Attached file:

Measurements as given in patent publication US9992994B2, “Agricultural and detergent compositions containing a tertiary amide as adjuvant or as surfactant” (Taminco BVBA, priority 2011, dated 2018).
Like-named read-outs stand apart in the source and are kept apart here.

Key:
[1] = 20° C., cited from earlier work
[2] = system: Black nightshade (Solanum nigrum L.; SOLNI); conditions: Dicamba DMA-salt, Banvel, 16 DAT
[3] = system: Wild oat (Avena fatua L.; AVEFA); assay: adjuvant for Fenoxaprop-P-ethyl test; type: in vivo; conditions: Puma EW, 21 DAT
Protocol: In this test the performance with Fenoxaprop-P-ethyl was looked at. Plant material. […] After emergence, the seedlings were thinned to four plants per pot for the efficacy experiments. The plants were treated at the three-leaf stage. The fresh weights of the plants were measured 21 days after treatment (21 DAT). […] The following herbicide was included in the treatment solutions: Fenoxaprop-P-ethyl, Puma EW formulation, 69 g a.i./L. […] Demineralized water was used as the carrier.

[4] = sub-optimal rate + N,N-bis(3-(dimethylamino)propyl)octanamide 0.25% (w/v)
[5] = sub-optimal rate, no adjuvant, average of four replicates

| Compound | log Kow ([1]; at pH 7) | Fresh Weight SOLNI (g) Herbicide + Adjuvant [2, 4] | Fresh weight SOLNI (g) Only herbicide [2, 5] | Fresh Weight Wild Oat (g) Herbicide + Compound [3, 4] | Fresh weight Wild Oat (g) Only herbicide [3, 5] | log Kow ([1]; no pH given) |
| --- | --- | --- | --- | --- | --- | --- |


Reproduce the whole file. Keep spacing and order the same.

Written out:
Measurements as given in patent publication US9992994B2, “Agricultural and detergent compositions containing a tertiary amide as adjuvant or as surfactant” (Taminco BVBA, priority 2011, dated 2018).
Like-named read-outs stand apart in the source and are kept apart here.

Key:
[1] = 20° C., cited from earlier work
[2] = system: Black nightshade (Solanum nigrum L.; SOLNI); conditions: Dicamba DMA-salt, Banvel, 16 DAT
[3] = system: Wild oat (Avena fatua L.; AVEFA); assay: adjuvant for Fenoxaprop-P-ethyl test; type: in vivo; conditions: Puma EW, 21 DAT
Protocol: In this test the performance with Fenoxaprop-P-ethyl was looked at. Plant material. […] After emergence, the seedlings were thinned to four plants per pot for the efficacy experiments. The plants were treated at the three-leaf stage. The fresh weights of the plants were measured 21 days after treatment (21 DAT). […] The following herbicide was included in the treatment solutions: Fenoxaprop-P-ethyl, Puma EW formulation, 69 g a.i./L. […] Demineralized water was used as the carrier.

[4] = sub-optimal rate + N,N-bis(3-(dimethylamino)propyl)octanamide 0.25% (w/v)
[5] = sub-optimal rate, no adjuvant, average of four replicates

| Compound | log Kow ([1]; at pH 7) | Fresh Weight SOLNI (g) Herbicide + Adjuvant [2, 4] | Fresh weight SOLNI (g) Only herbicide [2, 5] | Fresh Weight Wild Oat (g) Herbicide + Compound [3, 4] | Fresh weight Wild Oat (g) Only herbicide [3, 5] | log Kow ([1]; no pH given) |
| --- | --- | --- | --- | --- | --- | --- |